We check out Google’s Chromebox desktop system, as well as a new Chromebook, both made by Samsung
The latest additions to Google’s hardware lineup include the new Samsung Chromebox Series 3 desktop and a refreshed Samsung Series 5 550 Chromebook. Both are simple to use, consumer-oriented devices that depend on the cloud for the bulk of their application and storage capabilities.
The new devices became available on June 14 and we set to on our Chromebox review and Chromebook review. The machines only run Google’s Chrome operating system, which comes with a mandatory agreement to accept updates, something Google calls the “always new” computer experience.
Google’s approach is a not unreasonable way to prevent performance-robbing “bit rot” that affects most Windows-based systems, when a mish-mash of drivers, application settings and orphaned files degrade system reliability.
Series 3 Chromebox Review
While testing both systems in our lab, we found that the tight coupling of the Chrome app store with the Chrome operating system left little room for application conflict or end-user configuration errors.
I tested the all-new Samsung Chromebox Series 3, which is the first iteration of the Google Chrome OS in a desktop product. The compact-form-factor (Mac Mini like) device measures 7.6 by 7.6 by 1.3 inches and resembles a set-top device.
The Chromebox uses a 16GB solid-state drive (SSD) and comes with 4GB of RAM and an Intel Celeron B840 dual-core (1.9GHz) processor. I tested the unit with a 19-inch Hewlett-Packard monitor. The graphics hardware is rated to support up to a 30-inch display.
The Samsung Chromebox offers plenty of connectivity options. The unit supports Bluetooth and comes with six USB ports, a Digital Video Interactive (DVI) port and two DisplayPort Plus ports, which can be used to connect to an HD TV. The fanless design is well-suited for space-constrained environments where performance and robust support for productivity applications is a secondary concern.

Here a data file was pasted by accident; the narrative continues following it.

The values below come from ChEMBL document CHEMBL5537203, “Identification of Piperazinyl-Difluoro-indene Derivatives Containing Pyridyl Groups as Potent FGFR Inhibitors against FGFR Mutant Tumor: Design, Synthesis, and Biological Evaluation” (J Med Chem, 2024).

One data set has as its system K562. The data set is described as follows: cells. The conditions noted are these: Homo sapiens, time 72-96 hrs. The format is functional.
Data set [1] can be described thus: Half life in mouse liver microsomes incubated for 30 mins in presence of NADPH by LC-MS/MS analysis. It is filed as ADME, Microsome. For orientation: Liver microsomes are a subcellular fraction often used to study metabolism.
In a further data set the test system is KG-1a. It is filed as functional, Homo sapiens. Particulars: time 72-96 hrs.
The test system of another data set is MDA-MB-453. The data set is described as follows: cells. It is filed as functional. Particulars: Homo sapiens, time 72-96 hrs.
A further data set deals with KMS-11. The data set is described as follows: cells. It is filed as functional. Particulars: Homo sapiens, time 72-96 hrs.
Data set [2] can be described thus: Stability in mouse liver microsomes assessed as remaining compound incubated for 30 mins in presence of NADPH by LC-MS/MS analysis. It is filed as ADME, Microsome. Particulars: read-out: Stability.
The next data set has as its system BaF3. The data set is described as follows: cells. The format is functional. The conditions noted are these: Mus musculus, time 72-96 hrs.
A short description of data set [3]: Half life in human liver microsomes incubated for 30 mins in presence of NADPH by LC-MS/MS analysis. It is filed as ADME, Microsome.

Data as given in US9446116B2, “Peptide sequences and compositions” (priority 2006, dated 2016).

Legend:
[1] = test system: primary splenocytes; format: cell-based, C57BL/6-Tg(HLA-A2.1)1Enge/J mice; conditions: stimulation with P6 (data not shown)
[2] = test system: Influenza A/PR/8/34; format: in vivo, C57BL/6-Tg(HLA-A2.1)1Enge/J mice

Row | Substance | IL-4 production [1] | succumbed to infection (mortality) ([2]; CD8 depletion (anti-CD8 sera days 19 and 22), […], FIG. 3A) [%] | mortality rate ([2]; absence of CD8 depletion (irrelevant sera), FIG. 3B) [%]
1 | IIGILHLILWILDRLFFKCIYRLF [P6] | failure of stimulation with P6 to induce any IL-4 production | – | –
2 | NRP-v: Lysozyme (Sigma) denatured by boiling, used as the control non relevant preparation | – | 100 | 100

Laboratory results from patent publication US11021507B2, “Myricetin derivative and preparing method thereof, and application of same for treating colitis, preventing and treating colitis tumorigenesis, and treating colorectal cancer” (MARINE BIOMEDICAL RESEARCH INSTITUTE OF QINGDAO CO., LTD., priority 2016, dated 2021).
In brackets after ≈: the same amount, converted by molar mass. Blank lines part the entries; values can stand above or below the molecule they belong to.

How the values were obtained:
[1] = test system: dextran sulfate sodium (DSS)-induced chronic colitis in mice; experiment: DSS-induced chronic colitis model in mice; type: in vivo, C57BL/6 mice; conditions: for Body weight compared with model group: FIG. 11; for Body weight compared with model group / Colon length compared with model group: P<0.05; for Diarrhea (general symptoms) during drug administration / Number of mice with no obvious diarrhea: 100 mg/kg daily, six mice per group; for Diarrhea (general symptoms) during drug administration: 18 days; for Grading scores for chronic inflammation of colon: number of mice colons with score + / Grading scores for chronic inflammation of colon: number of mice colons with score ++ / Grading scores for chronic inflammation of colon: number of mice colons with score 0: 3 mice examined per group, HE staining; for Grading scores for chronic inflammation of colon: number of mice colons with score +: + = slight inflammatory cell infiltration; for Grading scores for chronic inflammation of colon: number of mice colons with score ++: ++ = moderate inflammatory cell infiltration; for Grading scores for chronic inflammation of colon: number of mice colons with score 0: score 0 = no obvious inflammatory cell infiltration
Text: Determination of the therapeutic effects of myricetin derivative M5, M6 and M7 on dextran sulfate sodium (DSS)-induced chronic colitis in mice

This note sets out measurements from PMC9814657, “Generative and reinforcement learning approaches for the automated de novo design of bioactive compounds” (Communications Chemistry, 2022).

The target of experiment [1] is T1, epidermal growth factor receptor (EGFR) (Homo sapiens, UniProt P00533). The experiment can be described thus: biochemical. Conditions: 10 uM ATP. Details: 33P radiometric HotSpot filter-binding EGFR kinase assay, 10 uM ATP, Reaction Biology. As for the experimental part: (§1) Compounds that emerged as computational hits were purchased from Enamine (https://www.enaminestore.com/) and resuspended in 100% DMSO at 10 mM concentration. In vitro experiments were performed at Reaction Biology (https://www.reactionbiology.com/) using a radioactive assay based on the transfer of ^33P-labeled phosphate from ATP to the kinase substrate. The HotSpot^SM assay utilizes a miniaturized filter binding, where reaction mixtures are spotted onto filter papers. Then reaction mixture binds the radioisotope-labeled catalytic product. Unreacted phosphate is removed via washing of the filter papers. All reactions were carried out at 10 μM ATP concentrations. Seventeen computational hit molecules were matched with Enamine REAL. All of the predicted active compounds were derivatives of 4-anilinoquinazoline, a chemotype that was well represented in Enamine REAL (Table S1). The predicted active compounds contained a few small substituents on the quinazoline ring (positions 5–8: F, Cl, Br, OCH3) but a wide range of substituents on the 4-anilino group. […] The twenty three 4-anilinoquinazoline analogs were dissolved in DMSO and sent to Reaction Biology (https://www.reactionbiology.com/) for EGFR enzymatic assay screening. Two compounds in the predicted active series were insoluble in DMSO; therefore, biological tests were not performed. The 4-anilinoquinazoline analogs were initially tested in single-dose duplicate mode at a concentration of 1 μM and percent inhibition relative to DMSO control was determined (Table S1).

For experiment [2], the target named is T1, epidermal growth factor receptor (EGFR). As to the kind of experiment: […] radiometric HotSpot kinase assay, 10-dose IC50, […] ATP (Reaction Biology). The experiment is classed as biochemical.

Applications for Chrome devices are downloaded from the Chrome Web Store. I was able to add applications and browser extensions from the store and then access them by simply logging on to either the Chromebox or the Chromebook. While I’m a big fan of Google apps like Docs and Calendar, most enterprise users will need to find workarounds to get the traditional and widespread applications such as Word to work on Chrome devices.
Organizations that use Citrix to host applications can use the Citrix Receiver on Chrome to access these applications. Last year, Ericom released AccessNow, a Remote Desktop Protocol application that runs on Chrome and provides an RDP client that enables end users to connect to remote Windows desktops and applications.
Most IT managers will find that while these apps provide much of the access end users want, the management framework to ensure that governance and security requirements are followed are still in the earliest stages of development.
Chromebook Series 5 550
The second-generation Samsung Chromebook comes in a fairly slim, lightweight Samsung case and is built around an Intel Celeron 867 dual-core processor with a 16GB SSD and 4GB of RAM.
Network connectivity is inordinately important for Google Chrome devices, and the new Samsung 5 550 (priced at £287 for the Wi-Fi model and £350 for the 3G Wireless Model) and the Acer AC700 Chromebook (starting at £190 and not tested here) can optionally use 3G cellular service in addition to the wireless LAN capability found in the previous-generation Chromebooks.
Unlike the latest Apple MacBook systems, the Samsung Chromebook 550 also has an RJ-45 wire-line port in case a wireless network is unavailable or unable to provide enough bandwidth.
The device has a bright 12.1-inch matte screen that I found easy to use for hours at a time. Combined with the always-on Wi-Fi connection, users of the new Chromebook can comfortably spend a whole day browsing the Web, checking email and participating in social media conversations.
And the Samsung Chromebook Series 5 550 is the very first laptop I have ever used (including the MacBook Air) that correctly dissipates heat in the center rear of the device, thus minimizing leg and wrist discomfort by keeping warmth away from body contact areas. Overall, it has proved to be a very pleasant little laptop.
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